Thinking Out Loud

September 24, 2017

One Day After September 23rd: We’re Still Here

Filed under: Christianity, prophecy — Tags: , , , — paulthinkingoutloud @ 8:46 am

At the very least we should have felt a loud impact yesterday as the planet Nibiru crashed into earth. That’s how some people interpret the writings of David Meade (pictured right) at the website Planet X News, though the post itself seems more focused on October 15th. Was it changed? In a UK interview two days ago with The Sun he says we all misunderstood the September 23rd date, and seems to be leaning to October 21st, and this date as more of the beginning of seven years of nuclear war.

Our friends at Internet Monk devoted their entire Saturday roundup to Meade — I’m not sure why — where you can turn for greater analysis. I would have been more reluctant to give him that space, and yet alas, here we are…

…Dates come and dates go. J. Lee Grady, a former editor and now columnist for Charisma News reminds us in a recent article,

Failed date-setting has discredited Christians many times before. Why can’t we learn from history? William Miller, the father of Seventh-day Adventism, was convinced Jesus would return in 1844. When his prediction turned out to be bogus, many disillusioned “Millerites” abandoned their faith.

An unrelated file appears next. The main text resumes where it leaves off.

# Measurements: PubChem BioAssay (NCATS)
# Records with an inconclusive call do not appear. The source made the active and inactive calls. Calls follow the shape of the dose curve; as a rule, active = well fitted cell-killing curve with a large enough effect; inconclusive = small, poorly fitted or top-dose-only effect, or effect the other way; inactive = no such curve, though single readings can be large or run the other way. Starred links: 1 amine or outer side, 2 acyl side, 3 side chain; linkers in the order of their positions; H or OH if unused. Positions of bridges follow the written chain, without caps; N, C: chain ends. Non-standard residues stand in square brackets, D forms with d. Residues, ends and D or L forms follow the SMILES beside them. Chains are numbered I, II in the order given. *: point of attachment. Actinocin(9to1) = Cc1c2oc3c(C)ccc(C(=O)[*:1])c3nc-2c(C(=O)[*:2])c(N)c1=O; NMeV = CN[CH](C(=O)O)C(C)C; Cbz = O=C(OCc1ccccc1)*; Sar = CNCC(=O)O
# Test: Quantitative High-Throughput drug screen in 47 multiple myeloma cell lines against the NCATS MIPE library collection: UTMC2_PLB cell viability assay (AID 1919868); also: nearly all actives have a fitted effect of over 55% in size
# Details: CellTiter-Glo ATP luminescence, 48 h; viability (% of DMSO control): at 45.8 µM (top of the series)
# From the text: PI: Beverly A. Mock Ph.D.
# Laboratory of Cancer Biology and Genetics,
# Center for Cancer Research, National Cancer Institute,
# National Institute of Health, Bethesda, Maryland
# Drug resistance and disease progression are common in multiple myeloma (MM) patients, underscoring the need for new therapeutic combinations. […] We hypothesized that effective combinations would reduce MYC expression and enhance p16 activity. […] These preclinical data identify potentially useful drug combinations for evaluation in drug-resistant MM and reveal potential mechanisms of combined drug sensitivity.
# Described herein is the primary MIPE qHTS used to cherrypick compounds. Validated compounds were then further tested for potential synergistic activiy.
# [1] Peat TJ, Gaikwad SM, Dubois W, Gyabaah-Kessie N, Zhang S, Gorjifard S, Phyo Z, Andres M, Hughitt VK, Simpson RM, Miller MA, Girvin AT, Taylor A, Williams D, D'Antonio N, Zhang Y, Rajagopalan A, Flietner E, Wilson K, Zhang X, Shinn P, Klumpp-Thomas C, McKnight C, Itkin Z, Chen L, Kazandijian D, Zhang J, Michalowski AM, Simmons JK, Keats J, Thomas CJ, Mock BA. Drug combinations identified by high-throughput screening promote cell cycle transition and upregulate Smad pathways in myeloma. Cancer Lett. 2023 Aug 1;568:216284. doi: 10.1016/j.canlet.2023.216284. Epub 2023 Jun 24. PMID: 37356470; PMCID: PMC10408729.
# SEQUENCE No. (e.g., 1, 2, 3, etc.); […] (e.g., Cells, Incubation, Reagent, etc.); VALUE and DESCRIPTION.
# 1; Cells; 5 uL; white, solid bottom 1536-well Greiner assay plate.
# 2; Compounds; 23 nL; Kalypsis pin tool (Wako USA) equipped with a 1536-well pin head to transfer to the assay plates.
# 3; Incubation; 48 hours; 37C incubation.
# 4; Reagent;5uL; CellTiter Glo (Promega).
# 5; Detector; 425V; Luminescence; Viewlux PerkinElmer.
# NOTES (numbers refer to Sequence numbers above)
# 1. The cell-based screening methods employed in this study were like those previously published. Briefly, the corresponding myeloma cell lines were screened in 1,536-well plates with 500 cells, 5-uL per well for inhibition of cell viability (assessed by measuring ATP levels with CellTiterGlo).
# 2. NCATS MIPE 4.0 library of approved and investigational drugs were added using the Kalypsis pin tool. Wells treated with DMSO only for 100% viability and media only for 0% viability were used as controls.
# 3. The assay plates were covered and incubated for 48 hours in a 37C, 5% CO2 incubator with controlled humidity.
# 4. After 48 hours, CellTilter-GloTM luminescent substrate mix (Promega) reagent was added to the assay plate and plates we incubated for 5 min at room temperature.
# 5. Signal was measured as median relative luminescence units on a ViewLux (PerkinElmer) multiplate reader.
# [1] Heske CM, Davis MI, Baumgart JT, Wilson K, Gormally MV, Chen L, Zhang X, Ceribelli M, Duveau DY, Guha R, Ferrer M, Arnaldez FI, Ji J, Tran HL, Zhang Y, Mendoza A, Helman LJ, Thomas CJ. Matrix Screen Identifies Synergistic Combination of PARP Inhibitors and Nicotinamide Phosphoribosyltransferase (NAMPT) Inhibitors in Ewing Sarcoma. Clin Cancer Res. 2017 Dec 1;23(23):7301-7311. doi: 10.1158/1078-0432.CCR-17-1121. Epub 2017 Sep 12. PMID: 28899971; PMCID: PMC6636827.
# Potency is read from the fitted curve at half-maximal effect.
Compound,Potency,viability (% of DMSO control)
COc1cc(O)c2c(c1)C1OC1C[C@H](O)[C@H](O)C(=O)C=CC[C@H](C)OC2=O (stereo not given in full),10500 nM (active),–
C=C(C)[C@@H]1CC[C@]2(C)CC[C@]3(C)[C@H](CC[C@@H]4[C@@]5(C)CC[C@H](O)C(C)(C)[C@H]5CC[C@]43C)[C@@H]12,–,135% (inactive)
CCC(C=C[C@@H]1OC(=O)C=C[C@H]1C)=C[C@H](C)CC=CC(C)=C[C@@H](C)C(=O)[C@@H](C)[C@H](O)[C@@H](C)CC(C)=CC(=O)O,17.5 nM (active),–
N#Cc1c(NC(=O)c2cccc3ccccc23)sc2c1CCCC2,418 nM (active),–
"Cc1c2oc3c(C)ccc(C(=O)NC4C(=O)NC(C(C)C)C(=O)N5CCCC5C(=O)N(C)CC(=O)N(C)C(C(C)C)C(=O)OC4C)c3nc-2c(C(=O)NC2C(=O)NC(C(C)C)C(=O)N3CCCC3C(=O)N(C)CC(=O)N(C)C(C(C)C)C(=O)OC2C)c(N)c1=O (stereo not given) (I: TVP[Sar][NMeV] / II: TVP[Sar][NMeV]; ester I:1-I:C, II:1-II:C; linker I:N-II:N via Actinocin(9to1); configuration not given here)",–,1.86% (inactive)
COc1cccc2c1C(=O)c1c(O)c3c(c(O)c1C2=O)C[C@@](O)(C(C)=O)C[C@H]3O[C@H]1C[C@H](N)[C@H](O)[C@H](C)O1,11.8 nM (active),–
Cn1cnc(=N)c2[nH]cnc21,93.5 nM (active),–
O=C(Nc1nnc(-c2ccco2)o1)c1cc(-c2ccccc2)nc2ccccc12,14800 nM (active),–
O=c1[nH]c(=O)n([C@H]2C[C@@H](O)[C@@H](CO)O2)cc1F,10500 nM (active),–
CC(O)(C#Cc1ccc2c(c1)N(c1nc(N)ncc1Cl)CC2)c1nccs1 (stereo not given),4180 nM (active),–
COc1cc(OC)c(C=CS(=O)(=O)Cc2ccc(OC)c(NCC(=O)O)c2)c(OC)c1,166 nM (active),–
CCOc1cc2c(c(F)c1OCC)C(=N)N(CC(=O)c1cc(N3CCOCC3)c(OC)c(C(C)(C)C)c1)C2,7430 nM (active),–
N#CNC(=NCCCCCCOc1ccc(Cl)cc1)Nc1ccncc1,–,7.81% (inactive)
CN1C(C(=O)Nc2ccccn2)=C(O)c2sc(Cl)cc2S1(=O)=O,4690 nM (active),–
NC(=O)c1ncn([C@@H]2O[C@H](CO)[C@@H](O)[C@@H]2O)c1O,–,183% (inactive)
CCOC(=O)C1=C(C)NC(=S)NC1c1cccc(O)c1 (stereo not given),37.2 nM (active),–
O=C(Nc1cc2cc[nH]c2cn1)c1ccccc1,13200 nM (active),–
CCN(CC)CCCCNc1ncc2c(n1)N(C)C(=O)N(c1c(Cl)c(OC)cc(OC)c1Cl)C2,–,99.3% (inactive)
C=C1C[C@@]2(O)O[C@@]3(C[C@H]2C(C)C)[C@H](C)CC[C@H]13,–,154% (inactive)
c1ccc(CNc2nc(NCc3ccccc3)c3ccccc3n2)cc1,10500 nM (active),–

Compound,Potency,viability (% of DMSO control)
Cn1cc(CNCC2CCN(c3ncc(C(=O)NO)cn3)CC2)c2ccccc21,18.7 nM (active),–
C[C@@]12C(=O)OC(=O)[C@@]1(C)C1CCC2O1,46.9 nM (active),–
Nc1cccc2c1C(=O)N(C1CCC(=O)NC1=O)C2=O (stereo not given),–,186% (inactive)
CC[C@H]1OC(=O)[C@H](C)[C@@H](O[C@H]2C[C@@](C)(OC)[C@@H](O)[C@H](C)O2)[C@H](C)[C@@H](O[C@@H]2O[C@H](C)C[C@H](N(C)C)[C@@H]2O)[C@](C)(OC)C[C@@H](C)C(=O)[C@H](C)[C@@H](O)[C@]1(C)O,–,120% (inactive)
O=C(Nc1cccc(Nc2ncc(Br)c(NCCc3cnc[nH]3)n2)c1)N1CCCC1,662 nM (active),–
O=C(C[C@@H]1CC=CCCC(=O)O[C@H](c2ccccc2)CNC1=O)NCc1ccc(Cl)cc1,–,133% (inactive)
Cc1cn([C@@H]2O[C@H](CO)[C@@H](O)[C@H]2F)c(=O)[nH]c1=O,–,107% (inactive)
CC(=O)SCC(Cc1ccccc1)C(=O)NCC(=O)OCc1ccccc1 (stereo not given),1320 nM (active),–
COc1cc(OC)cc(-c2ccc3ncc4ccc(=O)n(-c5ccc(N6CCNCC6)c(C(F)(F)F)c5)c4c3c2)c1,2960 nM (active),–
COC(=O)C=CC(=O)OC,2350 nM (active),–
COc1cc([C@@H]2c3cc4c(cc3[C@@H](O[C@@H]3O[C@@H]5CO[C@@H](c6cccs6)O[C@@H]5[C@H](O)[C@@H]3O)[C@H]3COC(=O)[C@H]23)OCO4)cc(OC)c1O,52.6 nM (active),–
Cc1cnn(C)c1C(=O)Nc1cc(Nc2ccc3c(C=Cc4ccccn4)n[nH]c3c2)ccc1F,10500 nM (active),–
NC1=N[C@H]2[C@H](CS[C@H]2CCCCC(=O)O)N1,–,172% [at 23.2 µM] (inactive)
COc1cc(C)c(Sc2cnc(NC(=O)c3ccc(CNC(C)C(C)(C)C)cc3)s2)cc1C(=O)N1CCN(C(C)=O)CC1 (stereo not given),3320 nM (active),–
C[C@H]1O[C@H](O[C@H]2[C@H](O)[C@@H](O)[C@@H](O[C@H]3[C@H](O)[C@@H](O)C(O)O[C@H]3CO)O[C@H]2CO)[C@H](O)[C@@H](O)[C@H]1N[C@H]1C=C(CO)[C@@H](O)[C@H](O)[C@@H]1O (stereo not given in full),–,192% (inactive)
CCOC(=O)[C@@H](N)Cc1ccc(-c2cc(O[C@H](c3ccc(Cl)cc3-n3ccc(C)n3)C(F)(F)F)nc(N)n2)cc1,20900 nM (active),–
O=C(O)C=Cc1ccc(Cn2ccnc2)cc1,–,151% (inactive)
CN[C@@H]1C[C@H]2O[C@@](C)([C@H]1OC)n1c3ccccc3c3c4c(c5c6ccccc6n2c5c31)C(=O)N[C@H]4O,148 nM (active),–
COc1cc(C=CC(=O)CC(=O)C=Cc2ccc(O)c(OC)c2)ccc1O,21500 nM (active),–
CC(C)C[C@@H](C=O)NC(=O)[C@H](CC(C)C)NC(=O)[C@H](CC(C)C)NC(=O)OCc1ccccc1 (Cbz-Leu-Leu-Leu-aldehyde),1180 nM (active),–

Jehovah’s Witnesses taught that Jesus would begin His millennial reign in 1914. When that didn’t happen, they pointed to the outbreak of World War I and began teaching that this was the “beginning of the end.” A few years later they moved the date to 1925. Nothing happened that year, but more than a generation later they circulated the prediction that the world would end in 1975. (They also taught that only Jehovah’s Witnesses would survive a global holocaust.)

Recent history is littered with more of these embarrassing predictions. It hasn’t been that long since Edgar Whisenant, a Christian layman, wrote 88 Reasons Why the Rapture Will Be in 1988. Millions of believers bought that paperback book. Other Christians have made similar predictions—such as the Y2K scare in 1999 or Harold Camping’s infamous warning that the world would end on May 21, 2011.